“I’ve ventured out only a handful of times in the past few weeks,” he says. “In the beginning, we were able to leave the area without permits as long as we took the necessary safety measures. Now, we can hardly leave our building. Sometimes this feels like a prison sentence, but I understand it’s for our own safety.

“I went downstairs last night to pick up some fruit from a friend,” he says. “While downstairs, I looked out and saw the extent of the lockdown – gates blocked off, barbed-wire fencing blocking us in and keeping people from leaving.

“I know it’s for a good reason, but I would never have expected such a reality here. The risk of infection is real, and we’ve had cases of infection in our neighbourhood – an entire family in the building opposite ours was recently infected. It’s terrifying to think about, and I worry constantly for my family’s safety.”

Wolov has tried to have his family evacuated to South Africa, where his parents live. But in spite of numerous conversations with the South African department of home affairs, they cannot come here as neither of his children have passports.

And his parents in Johannesburg, who are in poor health, are desperate to help their son and his family. However, they are powerless as they simply don’t have the necessary resources to assist.

Wolov has turned to the internet in the hope of raising the funds necessary to help his family live day by day. “Our savings have pretty much been spent on food and supplies,” he says. “I’ve created an online store which generates some money to support my family.”

The store stocks various items of clothing which feature a picture of the Chinese metropolis on which are superimposed the words, “Pray For Wuhan”. The t-shirts, hoodies, and sweatshirts are produced and shipped remotely.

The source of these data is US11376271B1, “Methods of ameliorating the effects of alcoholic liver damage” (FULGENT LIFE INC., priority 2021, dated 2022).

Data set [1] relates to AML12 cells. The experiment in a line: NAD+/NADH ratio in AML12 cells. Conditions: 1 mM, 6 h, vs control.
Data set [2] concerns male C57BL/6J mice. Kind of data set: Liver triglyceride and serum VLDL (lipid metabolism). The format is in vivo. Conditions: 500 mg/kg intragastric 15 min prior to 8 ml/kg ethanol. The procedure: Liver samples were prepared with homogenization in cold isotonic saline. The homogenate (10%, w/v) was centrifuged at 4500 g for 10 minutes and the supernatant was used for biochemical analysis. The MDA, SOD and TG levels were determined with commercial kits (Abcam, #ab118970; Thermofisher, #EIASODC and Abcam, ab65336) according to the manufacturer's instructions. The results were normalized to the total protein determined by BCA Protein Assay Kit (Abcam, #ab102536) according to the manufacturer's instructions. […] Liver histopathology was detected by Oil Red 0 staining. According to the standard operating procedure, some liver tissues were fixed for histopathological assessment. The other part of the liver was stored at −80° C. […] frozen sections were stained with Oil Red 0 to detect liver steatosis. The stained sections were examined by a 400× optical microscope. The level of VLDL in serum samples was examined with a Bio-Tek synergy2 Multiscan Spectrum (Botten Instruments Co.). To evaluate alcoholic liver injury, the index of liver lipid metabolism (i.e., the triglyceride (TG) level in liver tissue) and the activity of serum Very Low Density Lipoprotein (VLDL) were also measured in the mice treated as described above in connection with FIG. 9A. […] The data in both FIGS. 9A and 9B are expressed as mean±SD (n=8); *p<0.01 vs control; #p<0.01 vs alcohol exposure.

There is no set date for life to return to normal. The Chinese government has made it known that restoration of normality can be expected only when there are no new cases of the virus reported. Until then, he remains trapped.

His family anchors his sanity, he says. “When my children look at me, they give me the strength to go on. They’re my support system. If I were alone with no family, I’d be going completely crazy. I do keep busy by reading, exercising, and keeping up to date on social media, but I’d really be struggling if it weren’t for my wife and children.”

He stressed the vital role friends and family play in keeping him going. “Their support has been incredible,” says Wolov. “People send messages and prayers all the time, and many others are buying from the online store. I know we’re not facing this alone.”

He says he has learnt a crucial lesson since the outbreak of Covid-19, namely appreciation. “This whole experience is a lesson for the world which shows us that things can change in instant.

“I took for granted a lot of things in my life – all the little joys and freedom in general. People need to appreciate what they have, and value the daily lives they enjoy.”

  • You can buy from Wolov’s online store on Alternatively, donations can also be made via PayPal at

1 Comment

  1. 1 Karen Dodo 05 Mar
    Can we create a fund for Adam and his family?